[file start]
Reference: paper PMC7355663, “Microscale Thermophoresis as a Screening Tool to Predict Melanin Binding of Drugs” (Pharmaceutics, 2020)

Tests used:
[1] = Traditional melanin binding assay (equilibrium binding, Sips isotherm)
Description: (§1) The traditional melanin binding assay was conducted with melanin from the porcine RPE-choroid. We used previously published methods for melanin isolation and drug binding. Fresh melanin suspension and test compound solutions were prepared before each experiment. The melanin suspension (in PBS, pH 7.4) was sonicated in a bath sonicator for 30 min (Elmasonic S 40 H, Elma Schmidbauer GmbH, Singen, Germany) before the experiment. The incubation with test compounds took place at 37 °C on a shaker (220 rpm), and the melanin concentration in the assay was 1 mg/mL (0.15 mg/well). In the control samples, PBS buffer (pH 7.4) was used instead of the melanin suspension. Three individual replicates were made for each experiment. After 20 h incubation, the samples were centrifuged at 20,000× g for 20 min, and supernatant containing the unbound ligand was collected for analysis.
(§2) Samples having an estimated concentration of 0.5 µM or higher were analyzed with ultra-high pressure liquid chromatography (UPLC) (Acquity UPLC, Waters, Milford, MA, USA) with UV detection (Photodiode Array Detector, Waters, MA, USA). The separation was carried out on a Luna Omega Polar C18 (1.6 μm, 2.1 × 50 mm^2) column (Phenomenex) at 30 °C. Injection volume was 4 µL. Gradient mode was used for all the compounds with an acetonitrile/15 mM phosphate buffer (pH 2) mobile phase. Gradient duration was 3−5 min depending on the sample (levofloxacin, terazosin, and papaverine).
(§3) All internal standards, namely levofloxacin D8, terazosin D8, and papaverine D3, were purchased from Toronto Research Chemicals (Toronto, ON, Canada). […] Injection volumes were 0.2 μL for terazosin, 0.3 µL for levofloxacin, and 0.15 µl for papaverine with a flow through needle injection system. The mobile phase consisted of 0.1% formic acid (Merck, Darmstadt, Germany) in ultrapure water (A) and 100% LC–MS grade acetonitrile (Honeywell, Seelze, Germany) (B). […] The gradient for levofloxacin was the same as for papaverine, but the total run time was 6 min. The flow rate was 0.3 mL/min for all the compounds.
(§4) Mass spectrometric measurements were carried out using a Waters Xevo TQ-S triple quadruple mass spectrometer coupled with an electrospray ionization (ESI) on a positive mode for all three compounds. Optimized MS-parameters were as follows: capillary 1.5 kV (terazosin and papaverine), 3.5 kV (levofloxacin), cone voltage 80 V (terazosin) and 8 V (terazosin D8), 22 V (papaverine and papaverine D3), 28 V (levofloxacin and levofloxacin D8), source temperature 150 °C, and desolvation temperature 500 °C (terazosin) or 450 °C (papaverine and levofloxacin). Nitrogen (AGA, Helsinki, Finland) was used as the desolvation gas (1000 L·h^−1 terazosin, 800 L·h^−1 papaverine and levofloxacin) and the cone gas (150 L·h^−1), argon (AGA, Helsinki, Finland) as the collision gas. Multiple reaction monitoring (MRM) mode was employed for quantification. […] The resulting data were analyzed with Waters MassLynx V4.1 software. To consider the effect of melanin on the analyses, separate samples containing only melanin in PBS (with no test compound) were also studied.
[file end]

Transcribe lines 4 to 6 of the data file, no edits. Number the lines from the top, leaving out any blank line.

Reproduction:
Description: (§1) The traditional melanin binding assay was conducted with melanin from the porcine RPE-choroid. We used previously published methods for melanin isolation and drug binding. Fresh melanin suspension and test compound solutions were prepared before each experiment. The melanin suspension (in PBS, pH 7.4) was sonicated in a bath sonicator for 30 min (Elmasonic S 40 H, Elma Schmidbauer GmbH, Singen, Germany) before the experiment. The incubation with test compounds took place at 37 °C on a shaker (220 rpm), and the melanin concentration in the assay was 1 mg/mL (0.15 mg/well). In the control samples, PBS buffer (pH 7.4) was used instead of the melanin suspension. Three individual replicates were made for each experiment. After 20 h incubation, the samples were centrifuged at 20,000× g for 20 min, and supernatant containing the unbound ligand was collected for analysis.
(§2) Samples having an estimated concentration of 0.5 µM or higher were analyzed with ultra-high pressure liquid chromatography (UPLC) (Acquity UPLC, Waters, Milford, MA, USA) with UV detection (Photodiode Array Detector, Waters, MA, USA). The separation was carried out on a Luna Omega Polar C18 (1.6 μm, 2.1 × 50 mm^2) column (Phenomenex) at 30 °C. Injection volume was 4 µL. Gradient mode was used for all the compounds with an acetonitrile/15 mM phosphate buffer (pH 2) mobile phase. Gradient duration was 3−5 min depending on the sample (levofloxacin, terazosin, and papaverine).
(§3) All internal standards, namely levofloxacin D8, terazosin D8, and papaverine D3, were purchased from Toronto Research Chemicals (Toronto, ON, Canada). […] Injection volumes were 0.2 μL for terazosin, 0.3 µL for levofloxacin, and 0.15 µl for papaverine with a flow through needle injection system. The mobile phase consisted of 0.1% formic acid (Merck, Darmstadt, Germany) in ultrapure water (A) and 100% LC–MS grade acetonitrile (Honeywell, Seelze, Germany) (B). […] The gradient for levofloxacin was the same as for papaverine, but the total run time was 6 min. The flow rate was 0.3 mL/min for all the compounds.